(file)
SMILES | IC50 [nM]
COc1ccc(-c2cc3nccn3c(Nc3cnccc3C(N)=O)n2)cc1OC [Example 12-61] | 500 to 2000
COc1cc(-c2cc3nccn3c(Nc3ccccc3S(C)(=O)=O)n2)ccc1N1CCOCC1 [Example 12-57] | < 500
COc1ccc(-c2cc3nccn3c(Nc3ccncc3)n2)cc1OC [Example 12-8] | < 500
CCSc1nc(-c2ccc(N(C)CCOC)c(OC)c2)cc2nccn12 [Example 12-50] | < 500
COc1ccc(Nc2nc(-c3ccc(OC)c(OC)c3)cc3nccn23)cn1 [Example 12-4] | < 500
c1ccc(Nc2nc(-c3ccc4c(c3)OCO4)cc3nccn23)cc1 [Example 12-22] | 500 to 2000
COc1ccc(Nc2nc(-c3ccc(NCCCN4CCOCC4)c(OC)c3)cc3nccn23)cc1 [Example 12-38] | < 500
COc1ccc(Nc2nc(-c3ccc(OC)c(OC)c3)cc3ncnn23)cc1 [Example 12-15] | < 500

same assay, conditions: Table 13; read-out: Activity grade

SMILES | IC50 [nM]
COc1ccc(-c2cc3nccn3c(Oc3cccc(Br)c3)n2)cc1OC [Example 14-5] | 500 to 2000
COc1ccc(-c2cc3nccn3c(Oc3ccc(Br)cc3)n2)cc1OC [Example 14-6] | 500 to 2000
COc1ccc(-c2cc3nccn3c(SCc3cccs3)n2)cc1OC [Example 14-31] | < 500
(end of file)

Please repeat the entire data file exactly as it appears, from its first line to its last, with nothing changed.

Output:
SMILES | IC50 [nM]
COc1ccc(-c2cc3nccn3c(Nc3cnccc3C(N)=O)n2)cc1OC [Example 12-61] | 500 to 2000
COc1cc(-c2cc3nccn3c(Nc3ccccc3S(C)(=O)=O)n2)ccc1N1CCOCC1 [Example 12-57] | < 500
COc1ccc(-c2cc3nccn3c(Nc3ccncc3)n2)cc1OC [Example 12-8] | < 500
CCSc1nc(-c2ccc(N(C)CCOC)c(OC)c2)cc2nccn12 [Example 12-50] | < 500
COc1ccc(Nc2nc(-c3ccc(OC)c(OC)c3)cc3nccn23)cn1 [Example 12-4] | < 500
c1ccc(Nc2nc(-c3ccc4c(c3)OCO4)cc3nccn23)cc1 [Example 12-22] | 500 to 2000
COc1ccc(Nc2nc(-c3ccc(NCCCN4CCOCC4)c(OC)c3)cc3nccn23)cc1 [Example 12-38] | < 500
COc1ccc(Nc2nc(-c3ccc(OC)c(OC)c3)cc3ncnn23)cc1 [Example 12-15] | < 500

same assay, conditions: Table 13; read-out: Activity grade

SMILES | IC50 [nM]
COc1ccc(-c2cc3nccn3c(Oc3cccc(Br)c3)n2)cc1OC [Example 14-5] | 500 to 2000
COc1ccc(-c2cc3nccn3c(Oc3ccc(Br)cc3)n2)cc1OC [Example 14-6] | 500 to 2000
COc1ccc(-c2cc3nccn3c(SCc3cccs3)n2)cc1OC [Example 14-31] | < 500